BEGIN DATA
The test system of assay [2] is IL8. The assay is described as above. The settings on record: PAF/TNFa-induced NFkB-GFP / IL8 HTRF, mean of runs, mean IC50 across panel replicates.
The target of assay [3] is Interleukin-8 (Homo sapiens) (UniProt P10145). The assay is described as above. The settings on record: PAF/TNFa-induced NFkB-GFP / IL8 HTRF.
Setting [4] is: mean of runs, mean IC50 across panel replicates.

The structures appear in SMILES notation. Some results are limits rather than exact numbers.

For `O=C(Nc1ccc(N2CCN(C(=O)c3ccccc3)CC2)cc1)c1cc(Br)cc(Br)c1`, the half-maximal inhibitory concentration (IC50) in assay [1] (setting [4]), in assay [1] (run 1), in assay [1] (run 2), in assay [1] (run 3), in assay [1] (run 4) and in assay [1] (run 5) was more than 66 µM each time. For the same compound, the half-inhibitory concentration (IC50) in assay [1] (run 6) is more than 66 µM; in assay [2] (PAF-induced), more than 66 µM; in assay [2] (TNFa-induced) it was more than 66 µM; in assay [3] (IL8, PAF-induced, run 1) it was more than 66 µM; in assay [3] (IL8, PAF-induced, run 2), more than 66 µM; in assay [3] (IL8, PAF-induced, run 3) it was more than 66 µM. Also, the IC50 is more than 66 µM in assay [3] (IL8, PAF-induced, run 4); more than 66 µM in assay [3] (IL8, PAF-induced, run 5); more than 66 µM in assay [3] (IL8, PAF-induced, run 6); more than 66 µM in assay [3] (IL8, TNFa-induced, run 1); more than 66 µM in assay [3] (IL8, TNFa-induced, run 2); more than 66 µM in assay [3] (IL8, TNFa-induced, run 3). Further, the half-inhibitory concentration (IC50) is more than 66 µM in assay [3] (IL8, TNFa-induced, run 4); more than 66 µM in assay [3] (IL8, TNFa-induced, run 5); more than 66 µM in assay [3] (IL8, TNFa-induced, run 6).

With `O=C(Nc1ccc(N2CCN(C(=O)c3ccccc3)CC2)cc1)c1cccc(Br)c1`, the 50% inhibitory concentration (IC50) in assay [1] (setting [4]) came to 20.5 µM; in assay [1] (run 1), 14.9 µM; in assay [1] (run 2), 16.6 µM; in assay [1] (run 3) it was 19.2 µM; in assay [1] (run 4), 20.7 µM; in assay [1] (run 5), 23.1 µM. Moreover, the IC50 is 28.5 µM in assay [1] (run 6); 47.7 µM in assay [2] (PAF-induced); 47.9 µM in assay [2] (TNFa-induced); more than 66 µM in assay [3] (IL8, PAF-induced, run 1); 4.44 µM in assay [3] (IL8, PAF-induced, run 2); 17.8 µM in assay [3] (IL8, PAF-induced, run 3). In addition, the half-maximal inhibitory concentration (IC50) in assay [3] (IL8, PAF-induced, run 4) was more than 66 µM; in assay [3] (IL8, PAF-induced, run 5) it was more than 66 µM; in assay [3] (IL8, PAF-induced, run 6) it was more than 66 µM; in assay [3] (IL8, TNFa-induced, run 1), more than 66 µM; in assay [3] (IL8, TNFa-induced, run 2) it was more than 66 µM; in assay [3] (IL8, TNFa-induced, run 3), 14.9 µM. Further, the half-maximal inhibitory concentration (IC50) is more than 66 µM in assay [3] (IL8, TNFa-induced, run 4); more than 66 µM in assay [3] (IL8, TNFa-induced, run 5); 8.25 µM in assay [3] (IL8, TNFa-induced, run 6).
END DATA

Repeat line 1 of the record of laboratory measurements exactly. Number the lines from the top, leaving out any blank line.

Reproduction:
The test system of assay [2] is IL8. The assay is described as above. The settings on record: PAF/TNFa-induced NFkB-GFP / IL8 HTRF, mean of runs, mean IC50 across panel replicates.